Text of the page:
It's no secret that there's a direct connection between mood and fertility.  Alice Domar, one of the leaders in the field of mind/body intervention just published a report showing a significant difference between IVF success rates between the control cohort and the cohort that participated in a mind/body program.  The connection is so striking, that RESOLVE has many links on its website promoting finding support following diagnosis and prominent bloggers, like Keiko Zoll, began talking about the importance of remaining optimistic during treatment.  Women in the trenches of infertility are encouraged to laugh more, focus on the positive and even quit overly stressful jobs, all in the hopes of boosting their fertility.  Some may scoff and announce "BS," but the data is hard to deny.

So, based on this, what's my issue?  I know all of this. I've participated in a mind/body program.  And I love doing yoga!  The problem?  Well, like most pessimists, I'm lazy.  It's been easier to feel sorry for myself and focus on what I don't have.  A big part of it is that I'm tired of defeat: I've charted, peed on more HPTs than I ever dreamed of, meditated, avoided alcohol and even say a psychic (not my proudest moment).

It wasn't until this morning, with help from Jay,  that I realized I've been pouting.  Sure, it's not fair that half of all pregnancies in this country are unplanned and that most of expectant mothers have never experienced (and never will) the heartache of longing for a child.  But that's not where my focus should be.  My focus needs to be on the fact that though I'm here, there's hope.  There's a good chance of all of this working, so I need to stop focusing on all the things that could go wrong and instead focus on where I'm currently at.

In the spirit of that, today is being spent rallying support, opening up to friends and busting out the knitting needles.  Grey and I are planning a ski trip and preparing for Thanksgiving.  And instead of focusing on what I don't have, I'm choosing to focus on what I do: an amazing husband, two awesome furbabies, a job I love and hope.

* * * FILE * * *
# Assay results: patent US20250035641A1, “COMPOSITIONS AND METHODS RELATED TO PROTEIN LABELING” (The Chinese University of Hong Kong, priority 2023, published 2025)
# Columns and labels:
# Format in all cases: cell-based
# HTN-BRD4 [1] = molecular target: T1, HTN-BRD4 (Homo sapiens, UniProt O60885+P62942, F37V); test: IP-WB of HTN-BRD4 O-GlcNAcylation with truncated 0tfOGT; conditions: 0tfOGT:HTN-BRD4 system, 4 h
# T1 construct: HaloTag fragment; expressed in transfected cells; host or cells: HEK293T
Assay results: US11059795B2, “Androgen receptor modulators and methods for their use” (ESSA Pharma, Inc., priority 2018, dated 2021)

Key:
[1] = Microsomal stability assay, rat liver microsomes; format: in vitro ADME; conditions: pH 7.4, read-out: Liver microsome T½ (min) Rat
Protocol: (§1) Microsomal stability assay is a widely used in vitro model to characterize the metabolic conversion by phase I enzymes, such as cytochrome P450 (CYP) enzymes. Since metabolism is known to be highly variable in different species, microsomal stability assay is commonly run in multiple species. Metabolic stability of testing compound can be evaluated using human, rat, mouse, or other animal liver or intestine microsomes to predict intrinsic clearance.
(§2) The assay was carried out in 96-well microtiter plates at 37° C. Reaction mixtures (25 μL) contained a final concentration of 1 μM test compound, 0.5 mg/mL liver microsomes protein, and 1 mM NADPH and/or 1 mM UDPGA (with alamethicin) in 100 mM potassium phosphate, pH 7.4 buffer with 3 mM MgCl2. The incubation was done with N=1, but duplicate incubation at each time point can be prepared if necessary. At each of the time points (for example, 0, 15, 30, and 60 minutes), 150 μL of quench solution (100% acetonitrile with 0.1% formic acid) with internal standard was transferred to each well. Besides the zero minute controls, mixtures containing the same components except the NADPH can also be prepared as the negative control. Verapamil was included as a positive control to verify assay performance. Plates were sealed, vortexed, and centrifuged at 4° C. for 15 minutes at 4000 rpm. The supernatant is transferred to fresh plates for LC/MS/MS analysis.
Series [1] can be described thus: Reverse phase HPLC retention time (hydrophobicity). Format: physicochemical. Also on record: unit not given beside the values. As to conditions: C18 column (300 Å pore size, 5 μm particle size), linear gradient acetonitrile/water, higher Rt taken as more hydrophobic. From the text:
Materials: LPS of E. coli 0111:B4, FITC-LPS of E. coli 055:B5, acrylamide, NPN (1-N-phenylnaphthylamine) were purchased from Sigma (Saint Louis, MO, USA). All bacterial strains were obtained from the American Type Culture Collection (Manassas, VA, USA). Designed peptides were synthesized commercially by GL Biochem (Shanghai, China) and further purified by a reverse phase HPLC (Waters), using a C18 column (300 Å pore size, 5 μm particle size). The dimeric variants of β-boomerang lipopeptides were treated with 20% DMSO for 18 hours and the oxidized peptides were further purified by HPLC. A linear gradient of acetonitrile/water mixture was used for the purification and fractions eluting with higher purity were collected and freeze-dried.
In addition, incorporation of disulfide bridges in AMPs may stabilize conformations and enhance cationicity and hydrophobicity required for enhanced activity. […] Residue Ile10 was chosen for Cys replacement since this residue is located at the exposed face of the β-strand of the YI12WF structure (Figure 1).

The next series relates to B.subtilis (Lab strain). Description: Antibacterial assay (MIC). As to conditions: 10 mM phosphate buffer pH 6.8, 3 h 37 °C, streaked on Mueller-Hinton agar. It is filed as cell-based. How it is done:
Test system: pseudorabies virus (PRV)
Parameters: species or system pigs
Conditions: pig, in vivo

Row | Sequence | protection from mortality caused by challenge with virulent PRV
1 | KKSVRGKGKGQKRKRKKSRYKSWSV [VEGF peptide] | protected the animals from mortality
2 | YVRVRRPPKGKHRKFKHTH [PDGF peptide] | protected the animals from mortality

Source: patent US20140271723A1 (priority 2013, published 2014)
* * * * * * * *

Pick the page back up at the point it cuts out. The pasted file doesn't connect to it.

Thursday, November 17, 2011

Maybe this could work . . .

As December rapidly approaches, I've found myself fluctuating more and more between optimism and pessimism.  I've sufficiently driven myself crazy analyzing IVF success-rate stats from various clinics as well as spent more time than should be spent with Dr. Google.

A major reason fueling this concern about IVF not working is that over the summer, 3 separate couples I know had failed IVF attempts.  The one that hit home the most was the couple that's around the same age as Grey and myself.  The aftermath of the summer was facing the reality that there was a chance that IVF wasn't going to work.  And it's something that I've had in the back of my mind until this week.

I've been spending November being a cheerleader for a former co-worker/ current friend who has been finishing her IVF cycle.  I've watched in awe as she made the decision to transfer only one embryo and last Thursday she received wonderful news that she's pregnant.  My first thought when she emailed me was "finally, some good news."

Then Saturday, I received an email from a friend who had started IVF this summer, but ended up freezing her embryos because of OHSS.  She was given the all-clear to proceed with embryo transfer at the end of October, but I hadn't heard from her in a while.  She had finally wrote to let everyone know that the transfer had worked and she was finally pregnant.  The amazing part of this whole story is that they were suffering from severe male factor and were told initially that they would never get pregnant, so the news was completely amazing.